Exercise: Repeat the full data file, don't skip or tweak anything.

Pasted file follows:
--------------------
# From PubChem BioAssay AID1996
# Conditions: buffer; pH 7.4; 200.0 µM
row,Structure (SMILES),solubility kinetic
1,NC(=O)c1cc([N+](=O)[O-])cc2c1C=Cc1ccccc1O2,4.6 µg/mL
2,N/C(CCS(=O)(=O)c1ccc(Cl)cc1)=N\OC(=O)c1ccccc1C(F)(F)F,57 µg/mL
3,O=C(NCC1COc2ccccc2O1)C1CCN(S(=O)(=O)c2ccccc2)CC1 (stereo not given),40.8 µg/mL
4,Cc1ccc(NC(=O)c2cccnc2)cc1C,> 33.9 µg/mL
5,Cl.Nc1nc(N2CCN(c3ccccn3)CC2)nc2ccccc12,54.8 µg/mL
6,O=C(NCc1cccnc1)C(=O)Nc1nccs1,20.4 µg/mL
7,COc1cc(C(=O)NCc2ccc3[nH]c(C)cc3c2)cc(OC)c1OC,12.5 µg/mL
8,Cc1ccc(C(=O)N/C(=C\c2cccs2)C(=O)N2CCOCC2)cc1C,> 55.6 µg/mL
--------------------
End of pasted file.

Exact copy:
# From PubChem BioAssay AID1996
# Conditions: buffer; pH 7.4; 200.0 µM
row,Structure (SMILES),solubility kinetic
1,NC(=O)c1cc([N+](=O)[O-])cc2c1C=Cc1ccccc1O2,4.6 µg/mL
2,N/C(CCS(=O)(=O)c1ccc(Cl)cc1)=N\OC(=O)c1ccccc1C(F)(F)F,57 µg/mL
3,O=C(NCC1COc2ccccc2O1)C1CCN(S(=O)(=O)c2ccccc2)CC1 (stereo not given),40.8 µg/mL
4,Cc1ccc(NC(=O)c2cccnc2)cc1C,> 33.9 µg/mL
5,Cl.Nc1nc(N2CCN(c3ccccn3)CC2)nc2ccccc12,54.8 µg/mL
6,O=C(NCc1cccnc1)C(=O)Nc1nccs1,20.4 µg/mL
7,COc1cc(C(=O)NCc2ccc3[nH]c(C)cc3c2)cc(OC)c1OC,12.5 µg/mL
8,Cc1ccc(C(=O)N/C(=C\c2cccs2)C(=O)N2CCOCC2)cc1C,> 55.6 µg/mL